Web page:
Was there anything good to come out of the Auburn game? Offense, defense and coaching all received Fs, but one unit graded out decently, according to our Jason Kersey.
Not only was Arkansas’ 543 yards rushing allowed the most in school history, it was the most anyone in Football Bowl Subdivision has given up this year, per Cole Cubelic.
The 543 yards rushing Auburn put up against Arkansas is the most by an FBS team in a game this season.
— Cole Cubelic (@colecubelic) October 23, 2016
And one more: Auburn ran for more yards against Arkansas than two teams in FBS, per Bleacher Report’s Barrett Sallee.
Auburn gained more rushing yards today (544) than Texas State (535) and Georgia State (458) had for the season entering today.
— Barrett Sallee (@BarrettSallee) October 23, 2016
Over at WholeHogSports, Matt Jones, not exactly known for talking about Arkansas’ bummers, writes this last weekend was bad all the way around.
Someone at CBS loves them some Hogs. Not sure how else to explain the Razorbacks being ranked 21st out of all 128 teams in FBS.
This one is just funny, but even national folks are noticing the freak-out over at Hogville.
— The Football Four (@TheFootballFour) October 23, 2016
Arkansas held its annual Red-White scrimmage Sunday inside Bud Walton Arena. It went about as intrasquad kickoff games do. There was lots of scoring, limited defense and good times.
And all that is fine. The Razorbacks are expected to be contenders in the SEC after being picked fifth by the media this preseason (for the record, I picked them second). You can get a complete rundown of what happened here, but in the meantime, after Saturday’s debacle, it was nice to see a good crowd representing Razorbacks fandom for what should be a good team.
Semi-real stuff starts Friday when Arkansas hosts Central Missouri in an exhibition game at BWA. The actual regular season begins Nov. 11 against Fort Wayne.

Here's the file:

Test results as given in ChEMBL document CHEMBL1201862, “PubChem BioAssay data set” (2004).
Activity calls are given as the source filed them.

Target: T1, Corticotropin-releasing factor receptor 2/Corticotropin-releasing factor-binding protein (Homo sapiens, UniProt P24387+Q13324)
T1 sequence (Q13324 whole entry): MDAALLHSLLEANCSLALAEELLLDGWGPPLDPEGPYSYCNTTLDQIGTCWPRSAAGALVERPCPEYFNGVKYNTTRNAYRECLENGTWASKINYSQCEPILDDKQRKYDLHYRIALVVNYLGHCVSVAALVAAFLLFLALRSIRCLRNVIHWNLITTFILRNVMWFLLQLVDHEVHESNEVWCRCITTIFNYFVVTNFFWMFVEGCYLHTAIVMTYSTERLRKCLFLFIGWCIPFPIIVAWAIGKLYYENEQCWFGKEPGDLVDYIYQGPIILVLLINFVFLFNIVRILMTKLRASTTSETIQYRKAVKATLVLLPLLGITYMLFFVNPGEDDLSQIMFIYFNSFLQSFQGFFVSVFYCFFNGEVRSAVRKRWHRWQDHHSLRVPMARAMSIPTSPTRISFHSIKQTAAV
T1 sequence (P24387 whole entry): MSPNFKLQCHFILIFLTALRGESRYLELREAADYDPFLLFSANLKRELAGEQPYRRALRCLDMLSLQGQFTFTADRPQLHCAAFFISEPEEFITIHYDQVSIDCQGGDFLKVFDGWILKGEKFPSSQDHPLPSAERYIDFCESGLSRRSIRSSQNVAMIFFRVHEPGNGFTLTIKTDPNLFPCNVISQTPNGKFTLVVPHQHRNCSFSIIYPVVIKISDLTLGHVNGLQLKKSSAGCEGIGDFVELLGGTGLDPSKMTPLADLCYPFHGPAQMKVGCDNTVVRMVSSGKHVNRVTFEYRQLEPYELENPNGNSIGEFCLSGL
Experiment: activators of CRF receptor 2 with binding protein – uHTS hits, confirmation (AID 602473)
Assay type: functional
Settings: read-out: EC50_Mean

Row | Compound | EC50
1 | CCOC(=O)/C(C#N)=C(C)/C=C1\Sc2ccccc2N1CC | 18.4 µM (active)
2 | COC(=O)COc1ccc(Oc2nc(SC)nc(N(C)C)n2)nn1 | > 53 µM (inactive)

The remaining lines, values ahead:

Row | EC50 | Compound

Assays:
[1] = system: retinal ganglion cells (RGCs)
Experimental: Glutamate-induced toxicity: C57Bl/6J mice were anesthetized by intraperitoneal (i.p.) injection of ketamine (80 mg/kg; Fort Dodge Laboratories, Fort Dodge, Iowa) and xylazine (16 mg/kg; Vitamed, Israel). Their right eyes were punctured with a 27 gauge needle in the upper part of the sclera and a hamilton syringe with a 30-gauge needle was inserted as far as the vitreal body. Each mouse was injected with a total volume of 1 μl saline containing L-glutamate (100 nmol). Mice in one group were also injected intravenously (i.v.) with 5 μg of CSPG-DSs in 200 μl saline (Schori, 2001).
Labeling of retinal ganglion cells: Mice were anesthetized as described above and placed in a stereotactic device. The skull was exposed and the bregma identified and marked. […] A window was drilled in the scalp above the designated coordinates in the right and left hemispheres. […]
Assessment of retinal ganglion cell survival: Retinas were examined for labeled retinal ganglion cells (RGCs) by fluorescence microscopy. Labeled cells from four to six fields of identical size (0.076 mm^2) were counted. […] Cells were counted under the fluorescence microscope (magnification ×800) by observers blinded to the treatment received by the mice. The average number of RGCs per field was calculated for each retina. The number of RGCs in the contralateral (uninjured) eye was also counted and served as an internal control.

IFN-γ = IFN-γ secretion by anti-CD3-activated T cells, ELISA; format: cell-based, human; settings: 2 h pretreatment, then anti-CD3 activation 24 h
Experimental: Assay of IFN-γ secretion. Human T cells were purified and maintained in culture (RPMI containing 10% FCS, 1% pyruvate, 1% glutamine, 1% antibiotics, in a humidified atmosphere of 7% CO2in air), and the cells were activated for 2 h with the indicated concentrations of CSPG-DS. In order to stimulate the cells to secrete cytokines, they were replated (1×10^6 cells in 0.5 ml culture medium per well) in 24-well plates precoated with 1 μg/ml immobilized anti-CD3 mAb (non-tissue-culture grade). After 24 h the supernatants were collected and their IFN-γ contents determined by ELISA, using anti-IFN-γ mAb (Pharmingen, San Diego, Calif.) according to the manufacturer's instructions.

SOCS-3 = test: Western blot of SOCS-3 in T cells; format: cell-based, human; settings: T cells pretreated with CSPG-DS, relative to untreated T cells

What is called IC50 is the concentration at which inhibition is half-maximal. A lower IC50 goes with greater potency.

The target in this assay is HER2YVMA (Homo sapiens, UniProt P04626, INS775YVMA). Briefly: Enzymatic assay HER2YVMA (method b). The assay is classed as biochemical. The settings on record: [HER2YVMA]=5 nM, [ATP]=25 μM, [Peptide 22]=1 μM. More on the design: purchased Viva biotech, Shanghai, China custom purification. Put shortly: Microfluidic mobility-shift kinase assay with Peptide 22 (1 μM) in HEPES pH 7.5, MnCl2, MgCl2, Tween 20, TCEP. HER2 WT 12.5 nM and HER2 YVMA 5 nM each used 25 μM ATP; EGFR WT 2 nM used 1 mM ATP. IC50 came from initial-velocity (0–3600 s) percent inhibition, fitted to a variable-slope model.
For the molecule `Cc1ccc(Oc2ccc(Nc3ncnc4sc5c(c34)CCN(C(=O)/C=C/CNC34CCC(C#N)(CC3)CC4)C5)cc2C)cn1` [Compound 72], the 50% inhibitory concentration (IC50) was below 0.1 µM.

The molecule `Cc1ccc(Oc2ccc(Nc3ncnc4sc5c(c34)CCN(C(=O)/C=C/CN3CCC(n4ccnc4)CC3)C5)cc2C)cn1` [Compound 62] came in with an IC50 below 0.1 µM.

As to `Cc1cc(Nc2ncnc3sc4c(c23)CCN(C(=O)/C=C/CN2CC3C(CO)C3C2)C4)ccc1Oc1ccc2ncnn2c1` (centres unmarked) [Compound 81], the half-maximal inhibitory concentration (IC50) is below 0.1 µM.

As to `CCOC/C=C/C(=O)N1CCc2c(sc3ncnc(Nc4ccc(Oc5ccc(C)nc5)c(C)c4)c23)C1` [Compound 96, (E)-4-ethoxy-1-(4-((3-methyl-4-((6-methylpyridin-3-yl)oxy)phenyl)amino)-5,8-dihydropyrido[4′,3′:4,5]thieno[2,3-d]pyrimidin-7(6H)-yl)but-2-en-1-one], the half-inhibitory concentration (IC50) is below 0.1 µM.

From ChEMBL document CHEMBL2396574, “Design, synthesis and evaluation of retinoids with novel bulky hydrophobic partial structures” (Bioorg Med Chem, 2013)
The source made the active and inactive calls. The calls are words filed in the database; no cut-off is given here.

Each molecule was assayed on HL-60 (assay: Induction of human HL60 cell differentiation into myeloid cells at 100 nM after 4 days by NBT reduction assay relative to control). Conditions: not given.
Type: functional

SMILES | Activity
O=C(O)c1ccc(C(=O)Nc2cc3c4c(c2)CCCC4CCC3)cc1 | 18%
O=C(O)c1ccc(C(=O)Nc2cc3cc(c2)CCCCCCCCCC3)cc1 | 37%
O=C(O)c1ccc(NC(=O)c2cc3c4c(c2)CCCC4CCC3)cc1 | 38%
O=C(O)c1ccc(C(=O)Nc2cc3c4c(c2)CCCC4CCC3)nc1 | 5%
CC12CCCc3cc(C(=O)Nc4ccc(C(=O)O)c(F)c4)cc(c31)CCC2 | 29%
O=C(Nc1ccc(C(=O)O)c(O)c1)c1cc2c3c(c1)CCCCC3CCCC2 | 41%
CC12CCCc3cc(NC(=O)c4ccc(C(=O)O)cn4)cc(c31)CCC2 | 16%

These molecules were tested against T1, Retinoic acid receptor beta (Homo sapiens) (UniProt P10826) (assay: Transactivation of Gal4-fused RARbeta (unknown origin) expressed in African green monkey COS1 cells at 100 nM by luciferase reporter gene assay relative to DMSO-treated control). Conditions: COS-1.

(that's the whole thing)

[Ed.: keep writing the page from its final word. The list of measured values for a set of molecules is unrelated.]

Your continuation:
- Travis Swanson, Detroit center
Started for Lions at center in 20-17 win over Washington. And this shoutout to Kirk Cousins, apparently.
Travis Swanson yelled "YOU LIKE THAT!?" as he ran on to the field after the Lions beat Washington.
— Mike Mulholland (@mulho2mj) October 23, 2016
- Alvin Bailey, Cleveland offensive lineman
Started at right guard for Browns in 31-17 loss to Cincinnati
- Alex Collins, Seattle running back
One carry for 2 yards in Seahawks’ 6-6 tie with Arizona
- Knile Davis, Green Bay running back
Carried twice for 1 yard and had one kick return for 18 yards in team debut, a 26-10 Packers win over Chicago on Thursday
- Trey Flowers, New England defensive end
No stats in Patriots’ 27-16 win over Pittsburgh
- Hunter Henry, San Diego tight end
1 catch for 16 yards in Chargers’ 33-30 overtime win over Atlanta
- Darius Philon, San Diego defensive lineman
- Ryan Mallett, Baltimore quarterback
DNP in Ravens’ 24-16 loss to the New York Jets
- Brett Goode, Green Bay long snapper
No stats in Packers’ win
- Jason Peters, Philadelphia offensive lineman
Started for Eagles in 21-10 win over Minnesota. Hurt his biceps and did not finish the game but said he would not miss a game
- AJ Derby, New England tight end
- Chris Smith, Jacksonville defensive end
- Martrell Spaight, Washington linebacker
No stats in Redskins’ loss to Philadelphia
- Robert Thomas, New York Giants defensive tackle
- Jonathan Williams, Buffalo running back
- Jarius Wright, Minnesota wide receiver
- Brandon Allen, Jacksonville quarterback
- Sebastian Tretola, Tennessee offensive lineman
- Cobi Hamilton, Pittsburgh wide receiver
3 catches for 36 yards in Steelers’ loss to New England
In basketball, former Razorbacks guard Patrick Beverly will miss about three weeks after undergoing arthroscopic knee surgery, per Adrian Wojnarowsjki.
— Adrian Wojnarowski (@WojVerticalNBA) October 22, 2016
Beverly is entering his fifth year in the NBA, all with Houston. He was projected as the team’s starter at shooting guard for a fourth straight season. He averaged 9.9 points per game last year. The NBA starts its regular season on Tuesday with three former Razorbacks — Beverly, Bobby Portis (Chicago) and Joe Johnson (Utah) on rosters.
- Arkansas men’s golf finishes its season today and Tuesday in Florida at the Quail Valley Intercollegiate. The Razorbacks are sending four freshmen and junior Alvaro Ortiz to the tournament a week after winning their penultimate showing in West Virginia.
- Razorbacks volleyball lost its eighth straight match Sunday, falling to Auburn, 3-1. The team has two more shots at Barnhill Arena, hosting Mississippi State on Wednesday and Georgia on Sunday. The Bulldogs are tied with Arkansas for last in the SEC (1-8 each).
- After the best regular season perhaps in school history, the Arkansas soccer team had a crash-and-burn home finale. Kentucky, which hadn’t won an SEC game all year, came to Fayetteville and beat the Razorbacks, 2-1, on Sunday. The 15th-ranked Arkansas team sits tied for the third in the SEC (7-3) with one game left on the schedule. The loss also snapped a 10-game home winning streak.